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EXCERPT: “You dumb bastard,” Ralph muttered disgustedly, pulling his warm hood closer around his head as he heard the rush of mail and leather followed by a loud ‘thump.’ His horse jerked impatiently at the reins in his hand.
He looked back at the empty saddle which had been draped with Meffridus’s body since he’d found him in the Wasteland.
With a disgusted sigh he patted the neck of his horse, and the loyal animal, so skittish since the body had been placed across the saddle, bolted, ripping the reins out of his hand, and dashed westward.
“What the hell?” Ralph stared after the animal racing across the gray frosted landscape of sand, dirt, and pebbles, through never ending flurries of snow and dust. “Come back here! DAMN!”
He turned around and Meffridus, swaying as if unused to standing, stared at him with sunken eyes gleaming with an unholy light above emaciated cheeks and bloody mouth.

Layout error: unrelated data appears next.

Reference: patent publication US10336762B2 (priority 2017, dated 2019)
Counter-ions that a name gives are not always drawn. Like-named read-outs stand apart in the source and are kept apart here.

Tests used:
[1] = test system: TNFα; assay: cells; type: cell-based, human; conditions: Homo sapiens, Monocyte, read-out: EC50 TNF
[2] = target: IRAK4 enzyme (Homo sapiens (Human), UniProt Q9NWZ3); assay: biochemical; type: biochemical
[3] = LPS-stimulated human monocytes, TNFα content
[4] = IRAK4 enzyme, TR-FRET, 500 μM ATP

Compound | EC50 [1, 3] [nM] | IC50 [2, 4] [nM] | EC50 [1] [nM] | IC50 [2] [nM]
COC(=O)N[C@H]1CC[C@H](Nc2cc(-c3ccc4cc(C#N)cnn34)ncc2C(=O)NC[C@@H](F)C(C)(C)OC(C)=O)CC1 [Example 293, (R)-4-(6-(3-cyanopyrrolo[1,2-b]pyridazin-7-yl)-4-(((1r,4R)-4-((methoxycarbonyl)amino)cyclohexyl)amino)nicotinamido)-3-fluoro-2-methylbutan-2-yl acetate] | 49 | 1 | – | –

* * * * *
“What rises in the Wasteland, remains in the Wasteland,” Duc Wulfhere said before the chevaliers, foot-knights, mounted archers and swordsmen, and foot spearmen, swordsmen and axemen marched for the River Loire that marked the western border of the haunted Wasteland.
Twenty-four years after the Conquest the rebellions against Norman rule appeared to be over, though Scotland continued to raid the northern lands. It was reason enough for the Duc to gather an army to punish the Scots with an eye to seizing his own kingdom if the opportunity presented itself. Thus, on a soul shocking gray morning, the Norman army with vassals, adventurers, and camp followers, after a nightlong display of booming thunder, dazzling lightning, and howling winds, found themselves in an unknown world rather than campaigning in southern Scotland.
Ralph was only three years old when the Crossing happened, but he knew some of the whispered stories of the Wandering, as the desperate journey was called, before the people found their way out of the Wasteland to the shores of the Inland Sea. Afterwards they generally regarded the Wasteland where so many people perished with a frightened silence.
Even Duc Wulfhere rarely said anything until he chose the first frontier guards. For three months, scattered in small groups of warriors every 15 miles, they would keep watch until new warriors replaced them…